Given the steady increase in global MDR infection rates, we tested whether BiS4αPa antibody–mediated therapy could complement the antibacterial activity of multiple antibiotics used to treat P. aeruginosa. We first selected marginal subtherapeutic antibiotic doses of ciprofloxacin (CIP) and meropenem (MEM) (two antibiotics with disparate MOAs) to simulate the insufficient drug exposure for antibiotic-resistant strains in the lethal pneumonia model. These subtherapeutic antibiotic doses were then used to treat mice in which subprotective prophylactic doses of BiS4αPa had been administered 24 hours before infection to evaluate the potential for synergistic activity. Animals receiving control IgG or single-agent treatments all succumbed to infection, whereas mice receiving the subtherapeutic combinations of antibiotic plus BiS4αPa survived challenge (Fig. 6, A and B). Isobologram analyses confirmed synergistic activity when combining BiS4αPa with either CIP (I = 0.21) or MEM (I = 0.45) (fig. S1, B and C). We next evaluated if this activity could be recapitulated in a post-infection treatment setting. Subtherapeutic doses of individual drugs and the BiS4αPa/antibiotic combinations were adjunctively delivered to mice 4 hours after infection. Enhanced protection was observed in mice receiving the BiS4αPa/antibiotic combinations in comparison to little or no protection in animals treated with control IgG or individual antibiotics (Fig. 6, C and D). We further evaluated the impact of BiS4αPa on P. aeruginosa bacterial burden and lung pathology in mice receiving CIP with BiS4αPa treatment at 4 hours after infection. CIP-treated groups demonstrated significant reductions in bacterial burden in comparison to non-CIP–treated groups in all tissues evaluated with or without co-administration of the control mAb or subtherapeutic dose of BiS4αPa at 4 hours after infection (Fig. 6E). The combination of CIP and BiS4αPa provided only marginal additional CFU reduction over CIP treatment alone in the lung. However, only the combination of BiS4αPa and CIP prevented death in this model, illustrating that P. aeruginosa lethality is not solely dependent on bacterial burden and that antibody functional activities can further enhance antibiotic therapy by disarming pathogenic mechanisms and reducing pathology while at the same time promoting bacterial clearance (Fig. 6E). This protection was evident in further histopathological evaluation of lungs from infected animals. Control IgG– and CIP-treated animals presented with severe bronchial epithelial damage, edema, and severe hemorrhagic interstitial pneumonia, whereas these pathological characteristics were absent in mice treated with BiS4αPa and CIP (Fig. 6F).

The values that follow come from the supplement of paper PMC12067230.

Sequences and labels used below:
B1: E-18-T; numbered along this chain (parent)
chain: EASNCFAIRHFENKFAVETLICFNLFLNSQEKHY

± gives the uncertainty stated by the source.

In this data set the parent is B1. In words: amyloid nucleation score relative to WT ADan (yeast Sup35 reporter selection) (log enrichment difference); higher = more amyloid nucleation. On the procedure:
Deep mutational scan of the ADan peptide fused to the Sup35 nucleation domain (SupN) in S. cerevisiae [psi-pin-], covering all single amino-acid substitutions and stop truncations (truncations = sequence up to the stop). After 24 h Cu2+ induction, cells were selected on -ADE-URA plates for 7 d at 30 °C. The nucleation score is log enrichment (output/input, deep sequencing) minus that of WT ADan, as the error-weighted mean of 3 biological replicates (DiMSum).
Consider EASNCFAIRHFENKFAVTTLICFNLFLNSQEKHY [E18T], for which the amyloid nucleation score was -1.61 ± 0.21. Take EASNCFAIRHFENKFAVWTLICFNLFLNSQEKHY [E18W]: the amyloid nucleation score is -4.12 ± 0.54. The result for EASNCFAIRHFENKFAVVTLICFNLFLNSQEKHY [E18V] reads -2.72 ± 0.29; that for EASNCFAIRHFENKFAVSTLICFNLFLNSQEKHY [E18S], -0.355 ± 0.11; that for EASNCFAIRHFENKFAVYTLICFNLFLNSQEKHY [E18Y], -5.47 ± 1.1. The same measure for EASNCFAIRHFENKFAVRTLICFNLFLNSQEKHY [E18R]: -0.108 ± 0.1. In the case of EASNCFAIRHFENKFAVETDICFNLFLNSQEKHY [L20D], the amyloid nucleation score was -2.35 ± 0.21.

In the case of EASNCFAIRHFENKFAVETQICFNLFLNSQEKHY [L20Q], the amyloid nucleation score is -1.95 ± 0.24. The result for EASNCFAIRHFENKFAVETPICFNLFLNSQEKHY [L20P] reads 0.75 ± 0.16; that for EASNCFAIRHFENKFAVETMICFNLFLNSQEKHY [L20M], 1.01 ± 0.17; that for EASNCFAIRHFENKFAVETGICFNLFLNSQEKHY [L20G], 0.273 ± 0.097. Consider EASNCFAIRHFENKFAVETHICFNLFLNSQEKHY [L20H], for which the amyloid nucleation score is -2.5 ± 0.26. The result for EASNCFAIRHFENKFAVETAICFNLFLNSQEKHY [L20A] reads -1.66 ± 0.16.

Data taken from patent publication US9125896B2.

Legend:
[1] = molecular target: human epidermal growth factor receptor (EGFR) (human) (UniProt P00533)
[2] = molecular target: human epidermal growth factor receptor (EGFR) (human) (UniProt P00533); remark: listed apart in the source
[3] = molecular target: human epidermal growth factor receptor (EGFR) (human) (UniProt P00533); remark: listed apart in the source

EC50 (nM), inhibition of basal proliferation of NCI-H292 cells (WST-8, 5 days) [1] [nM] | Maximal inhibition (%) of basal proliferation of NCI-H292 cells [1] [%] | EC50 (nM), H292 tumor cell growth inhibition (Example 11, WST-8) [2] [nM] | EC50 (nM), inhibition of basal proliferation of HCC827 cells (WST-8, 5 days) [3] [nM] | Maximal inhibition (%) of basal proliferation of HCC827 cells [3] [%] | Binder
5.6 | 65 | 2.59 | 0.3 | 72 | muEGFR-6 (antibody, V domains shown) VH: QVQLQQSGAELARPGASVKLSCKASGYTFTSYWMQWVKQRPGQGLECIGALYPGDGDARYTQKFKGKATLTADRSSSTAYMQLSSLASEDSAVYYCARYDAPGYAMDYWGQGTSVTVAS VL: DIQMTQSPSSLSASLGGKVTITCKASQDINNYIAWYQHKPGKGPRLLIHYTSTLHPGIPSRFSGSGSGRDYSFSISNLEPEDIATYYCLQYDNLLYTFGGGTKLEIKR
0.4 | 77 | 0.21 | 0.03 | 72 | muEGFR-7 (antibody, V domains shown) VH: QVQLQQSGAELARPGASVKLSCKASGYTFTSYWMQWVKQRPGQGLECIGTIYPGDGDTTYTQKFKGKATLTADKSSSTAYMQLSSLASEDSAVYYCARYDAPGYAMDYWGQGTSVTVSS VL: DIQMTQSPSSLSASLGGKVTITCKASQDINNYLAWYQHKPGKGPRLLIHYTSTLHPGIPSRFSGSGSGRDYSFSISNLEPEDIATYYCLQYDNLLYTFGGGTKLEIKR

Fig. 6. Synergistic activity of BiS4αPa and antibiotics against P. aeruginosa pneumonia.